15. #55
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    Re: World War

    In all of those cases, the larger force was invading the territory of the smaller force. The US could not have successfully invaded England (several decades later we failed miserably when we attempted to invade Canada). The VC could not have gotten anywhere invading the US or France, either. Similarly, Israel would probably lose if they invaded Iran, but HB was talking about it the other way around: Iran invading Israel, where the underdog would have to be Iran, despite the relative land area size and population size.
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  16. #56
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    Re: World War

    Quote Originally Posted by dday9 View Post
    Did the us have sufficient military power to overpower the Brits in the late 1770's? Or did the VC have any military power to overpower the US and France(I think it was France that there before the us was...)? Either way, if somebody believes in something very passionately, then the tide can turn very easily for the underdog. I mean, haven't you ever watched an 80's boxing movie :P
    Quote Originally Posted by Shaggy Hiker View Post
    In all of those cases, the larger force was invading the territory of the smaller force. The US could not have successfully invaded England (several decades later we failed miserably when we attempted to invade Canada). The VC could not have gotten anywhere invading the US or France, either. Similarly, Israel would probably lose if they invaded Iran, but HB was talking about it the other way around: Iran invading Israel, where the underdog would have to be Iran, despite the relative land area size and population size.
    I am assuming you mean Viet Congs?

    Shaggy has nailed it. Although when I compare Israel and Iran, Iran seems to be the undisputed underdog (not that it's likely to use that status effectively).

    I won't claim to know what Iran has in its arsenal, but I believe it's far less than what Israel has. Even if Iran did get hold of an atomic weapon I doubt it would be used. Even if it were to be used, Israel would have already deployed counter measures to prevent it. I am sure Israel has the plans A, B, C and maybe even D already worked out in these scenarios, and even if Iran did manage to pull a surprise attack, Israel would be ready with a counter-attack in no time.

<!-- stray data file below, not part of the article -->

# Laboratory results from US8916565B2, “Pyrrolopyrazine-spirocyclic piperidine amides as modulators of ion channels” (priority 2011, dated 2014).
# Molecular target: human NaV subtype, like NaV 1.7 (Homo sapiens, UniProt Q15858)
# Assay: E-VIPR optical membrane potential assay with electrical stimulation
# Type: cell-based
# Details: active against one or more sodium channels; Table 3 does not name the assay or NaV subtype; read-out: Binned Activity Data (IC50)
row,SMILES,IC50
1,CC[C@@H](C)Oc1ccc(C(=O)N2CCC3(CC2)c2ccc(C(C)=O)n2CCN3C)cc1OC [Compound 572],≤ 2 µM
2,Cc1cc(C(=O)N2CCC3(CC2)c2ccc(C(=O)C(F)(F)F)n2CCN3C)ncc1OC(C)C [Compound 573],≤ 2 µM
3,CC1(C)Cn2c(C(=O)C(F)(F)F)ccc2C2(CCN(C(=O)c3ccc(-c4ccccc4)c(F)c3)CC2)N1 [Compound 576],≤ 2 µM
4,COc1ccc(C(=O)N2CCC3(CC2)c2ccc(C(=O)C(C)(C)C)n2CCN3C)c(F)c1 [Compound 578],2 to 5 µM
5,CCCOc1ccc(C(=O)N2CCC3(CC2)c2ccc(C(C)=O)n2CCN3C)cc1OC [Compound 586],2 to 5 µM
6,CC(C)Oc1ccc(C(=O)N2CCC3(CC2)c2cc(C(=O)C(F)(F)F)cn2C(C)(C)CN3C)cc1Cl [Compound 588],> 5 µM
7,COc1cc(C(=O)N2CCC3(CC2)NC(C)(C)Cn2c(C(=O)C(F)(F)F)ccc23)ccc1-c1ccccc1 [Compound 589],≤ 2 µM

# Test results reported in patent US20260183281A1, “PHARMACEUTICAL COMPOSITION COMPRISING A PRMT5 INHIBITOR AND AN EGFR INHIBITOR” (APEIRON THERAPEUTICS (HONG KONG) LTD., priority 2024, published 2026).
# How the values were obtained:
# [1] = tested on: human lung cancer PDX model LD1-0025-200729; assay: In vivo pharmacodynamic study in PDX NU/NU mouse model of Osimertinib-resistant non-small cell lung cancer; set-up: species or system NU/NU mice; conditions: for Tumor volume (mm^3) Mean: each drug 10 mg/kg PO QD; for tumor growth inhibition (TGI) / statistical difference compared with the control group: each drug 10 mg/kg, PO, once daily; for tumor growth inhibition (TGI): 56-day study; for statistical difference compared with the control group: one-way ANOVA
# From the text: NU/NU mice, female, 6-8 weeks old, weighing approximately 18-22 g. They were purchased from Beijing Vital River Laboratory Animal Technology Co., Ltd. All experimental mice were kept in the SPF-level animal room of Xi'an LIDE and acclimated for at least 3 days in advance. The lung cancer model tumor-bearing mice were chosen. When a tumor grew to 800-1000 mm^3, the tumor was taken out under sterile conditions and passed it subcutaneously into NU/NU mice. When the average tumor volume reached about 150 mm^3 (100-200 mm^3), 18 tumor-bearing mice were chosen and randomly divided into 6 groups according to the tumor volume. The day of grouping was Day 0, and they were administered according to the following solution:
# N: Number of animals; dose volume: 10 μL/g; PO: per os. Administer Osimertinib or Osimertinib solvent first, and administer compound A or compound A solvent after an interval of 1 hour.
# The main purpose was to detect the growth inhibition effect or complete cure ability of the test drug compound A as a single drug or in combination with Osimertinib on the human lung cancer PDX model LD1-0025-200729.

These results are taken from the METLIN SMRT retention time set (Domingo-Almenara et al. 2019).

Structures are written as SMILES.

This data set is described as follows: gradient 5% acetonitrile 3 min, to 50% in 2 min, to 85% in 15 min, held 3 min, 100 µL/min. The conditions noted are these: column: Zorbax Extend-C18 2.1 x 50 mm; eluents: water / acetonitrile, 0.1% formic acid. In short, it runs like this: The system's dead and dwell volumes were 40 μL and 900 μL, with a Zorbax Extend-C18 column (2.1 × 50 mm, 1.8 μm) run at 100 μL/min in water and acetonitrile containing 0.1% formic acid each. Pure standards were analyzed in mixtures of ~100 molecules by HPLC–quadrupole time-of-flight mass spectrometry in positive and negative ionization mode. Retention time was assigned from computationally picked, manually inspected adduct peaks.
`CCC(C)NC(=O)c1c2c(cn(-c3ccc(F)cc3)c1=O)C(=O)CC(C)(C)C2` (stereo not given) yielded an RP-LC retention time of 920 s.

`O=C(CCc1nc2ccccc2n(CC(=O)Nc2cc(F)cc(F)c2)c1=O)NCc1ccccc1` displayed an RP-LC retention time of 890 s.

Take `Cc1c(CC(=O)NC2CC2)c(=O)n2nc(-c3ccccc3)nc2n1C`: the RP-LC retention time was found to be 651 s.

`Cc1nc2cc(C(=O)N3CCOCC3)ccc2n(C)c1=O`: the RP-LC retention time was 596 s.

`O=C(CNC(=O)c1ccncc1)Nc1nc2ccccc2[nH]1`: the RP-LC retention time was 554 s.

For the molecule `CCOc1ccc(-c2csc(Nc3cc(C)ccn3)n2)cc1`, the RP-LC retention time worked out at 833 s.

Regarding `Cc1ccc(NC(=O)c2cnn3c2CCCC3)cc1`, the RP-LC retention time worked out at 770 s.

So I actually thought 'thebuffalo' was being funny when he/she said Iran would invade Israel.

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  17. #57
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    Re: World War

    I was, I was. The only way they would invade anywhere is if they were to somehow manage to find an ally willing to politically and almost literally commit suicide.

    I do believe that if there were to be a WWIII, it would be between China and the U.S mainly and then others would branch it according to who they like more.

  18. #58
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    Re: World War

    Quote Originally Posted by honeybee View Post
    I am assuming you mean Viet Congs?
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    In my case, I was talking about Venture Capitalists, but dday may have been refering to Viet Cong.
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  19. #59
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    Re: World War

    Yup, I was my wife's papa calls the Viet Cong, the vc. But thebuffalo, I couldn't see China and us going to war. Atleast not with our current dependency on china, what's the biblical verse... Ah, the borrower is a slave to the lender.

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    Re: World War

    Yeah but when that slave doesnt pay you back.. then what do you do?

  21. #61
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    Re: World War

    In this case, there is a mutually co-dependent relationship. China is tied to us just as tightly as we are tied to them. That can all change, but the current situation is that if China called in its loans, we'd go belly-up, and they'd be crushed. The hit they'd take to their economy would be harsh enough to destabilize their government, and they fear that more than anything.

    On the other hand, some people said that about western Europe in the years prior to WW I. Still, the debt relationship between the US and China is a pretty peculiar one, if only because of the size.
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    Re: World War